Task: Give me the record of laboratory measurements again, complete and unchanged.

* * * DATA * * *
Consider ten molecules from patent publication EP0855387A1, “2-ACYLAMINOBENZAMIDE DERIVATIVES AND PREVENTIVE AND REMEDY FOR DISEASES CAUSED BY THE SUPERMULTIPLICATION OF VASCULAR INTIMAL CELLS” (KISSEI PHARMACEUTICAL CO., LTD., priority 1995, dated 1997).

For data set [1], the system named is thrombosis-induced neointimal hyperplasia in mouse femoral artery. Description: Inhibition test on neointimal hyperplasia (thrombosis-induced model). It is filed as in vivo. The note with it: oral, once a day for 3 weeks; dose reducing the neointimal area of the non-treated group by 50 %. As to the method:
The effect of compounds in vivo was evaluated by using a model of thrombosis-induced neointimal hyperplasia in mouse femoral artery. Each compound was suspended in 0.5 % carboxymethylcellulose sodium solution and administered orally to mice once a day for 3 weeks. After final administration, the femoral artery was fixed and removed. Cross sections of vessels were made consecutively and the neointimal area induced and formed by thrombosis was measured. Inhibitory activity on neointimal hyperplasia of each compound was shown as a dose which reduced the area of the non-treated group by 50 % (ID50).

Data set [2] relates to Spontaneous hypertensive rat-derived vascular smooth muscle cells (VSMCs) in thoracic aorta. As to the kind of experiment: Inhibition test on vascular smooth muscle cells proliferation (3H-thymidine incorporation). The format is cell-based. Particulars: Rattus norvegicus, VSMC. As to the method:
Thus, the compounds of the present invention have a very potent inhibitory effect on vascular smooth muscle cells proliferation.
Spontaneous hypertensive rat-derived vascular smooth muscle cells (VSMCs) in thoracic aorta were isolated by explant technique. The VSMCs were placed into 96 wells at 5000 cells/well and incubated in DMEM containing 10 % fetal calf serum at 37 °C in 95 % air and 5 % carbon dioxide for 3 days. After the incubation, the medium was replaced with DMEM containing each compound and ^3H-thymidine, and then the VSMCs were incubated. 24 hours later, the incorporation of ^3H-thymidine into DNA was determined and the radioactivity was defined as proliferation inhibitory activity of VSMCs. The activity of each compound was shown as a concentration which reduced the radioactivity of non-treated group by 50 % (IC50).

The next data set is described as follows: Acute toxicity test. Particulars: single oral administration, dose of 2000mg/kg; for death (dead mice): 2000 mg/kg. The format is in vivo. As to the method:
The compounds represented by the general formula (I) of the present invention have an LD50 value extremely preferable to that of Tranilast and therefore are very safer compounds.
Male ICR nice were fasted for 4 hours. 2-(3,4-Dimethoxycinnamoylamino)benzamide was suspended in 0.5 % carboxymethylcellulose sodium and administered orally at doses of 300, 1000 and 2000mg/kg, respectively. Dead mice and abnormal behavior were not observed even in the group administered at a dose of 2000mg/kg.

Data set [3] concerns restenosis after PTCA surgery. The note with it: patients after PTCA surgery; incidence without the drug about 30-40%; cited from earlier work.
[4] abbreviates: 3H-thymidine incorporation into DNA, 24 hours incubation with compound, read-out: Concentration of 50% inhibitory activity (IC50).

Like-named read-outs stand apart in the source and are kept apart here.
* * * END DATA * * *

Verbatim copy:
Consider ten molecules from patent publication EP0855387A1, “2-ACYLAMINOBENZAMIDE DERIVATIVES AND PREVENTIVE AND REMEDY FOR DISEASES CAUSED BY THE SUPERMULTIPLICATION OF VASCULAR INTIMAL CELLS” (KISSEI PHARMACEUTICAL CO., LTD., priority 1995, dated 1997).

For data set [1], the system named is thrombosis-induced neointimal hyperplasia in mouse femoral artery. Description: Inhibition test on neointimal hyperplasia (thrombosis-induced model). It is filed as in vivo. The note with it: oral, once a day for 3 weeks; dose reducing the neointimal area of the non-treated group by 50 %. As to the method:
The effect of compounds in vivo was evaluated by using a model of thrombosis-induced neointimal hyperplasia in mouse femoral artery. Each compound was suspended in 0.5 % carboxymethylcellulose sodium solution and administered orally to mice once a day for 3 weeks. After final administration, the femoral artery was fixed and removed. Cross sections of vessels were made consecutively and the neointimal area induced and formed by thrombosis was measured. Inhibitory activity on neointimal hyperplasia of each compound was shown as a dose which reduced the area of the non-treated group by 50 % (ID50).

Data set [2] relates to Spontaneous hypertensive rat-derived vascular smooth muscle cells (VSMCs) in thoracic aorta. As to the kind of experiment: Inhibition test on vascular smooth muscle cells proliferation (3H-thymidine incorporation). The format is cell-based. Particulars: Rattus norvegicus, VSMC. As to the method:
Thus, the compounds of the present invention have a very potent inhibitory effect on vascular smooth muscle cells proliferation.
Spontaneous hypertensive rat-derived vascular smooth muscle cells (VSMCs) in thoracic aorta were isolated by explant technique. The VSMCs were placed into 96 wells at 5000 cells/well and incubated in DMEM containing 10 % fetal calf serum at 37 °C in 95 % air and 5 % carbon dioxide for 3 days. After the incubation, the medium was replaced with DMEM containing each compound and ^3H-thymidine, and then the VSMCs were incubated. 24 hours later, the incorporation of ^3H-thymidine into DNA was determined and the radioactivity was defined as proliferation inhibitory activity of VSMCs. The activity of each compound was shown as a concentration which reduced the radioactivity of non-treated group by 50 % (IC50).

The next data set is described as follows: Acute toxicity test. Particulars: single oral administration, dose of 2000mg/kg; for death (dead mice): 2000 mg/kg. The format is in vivo. As to the method:
The compounds represented by the general formula (I) of the present invention have an LD50 value extremely preferable to that of Tranilast and therefore are very safer compounds.
Male ICR nice were fasted for 4 hours. 2-(3,4-Dimethoxycinnamoylamino)benzamide was suspended in 0.5 % carboxymethylcellulose sodium and administered orally at doses of 300, 1000 and 2000mg/kg, respectively. Dead mice and abnormal behavior were not observed even in the group administered at a dose of 2000mg/kg.

Data set [3] concerns restenosis after PTCA surgery. The note with it: patients after PTCA surgery; incidence without the drug about 30-40%; cited from earlier work.
[4] abbreviates: 3H-thymidine incorporation into DNA, 24 hours incubation with compound, read-out: Concentration of 50% inhibitory activity (IC50).

Like-named read-outs stand apart in the source and are kept apart here.